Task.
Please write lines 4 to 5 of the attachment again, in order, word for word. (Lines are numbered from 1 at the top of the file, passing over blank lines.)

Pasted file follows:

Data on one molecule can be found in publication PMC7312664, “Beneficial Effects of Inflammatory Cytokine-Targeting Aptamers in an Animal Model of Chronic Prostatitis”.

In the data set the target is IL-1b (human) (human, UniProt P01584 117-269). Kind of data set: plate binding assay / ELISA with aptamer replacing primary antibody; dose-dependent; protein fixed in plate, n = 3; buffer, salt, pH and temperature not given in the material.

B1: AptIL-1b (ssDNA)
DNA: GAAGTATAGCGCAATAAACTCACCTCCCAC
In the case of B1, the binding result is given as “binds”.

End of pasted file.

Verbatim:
DNA: GAAGTATAGCGCAATAAACTCACCTCCCAC
In the case of B1, the binding result is given as “binds”.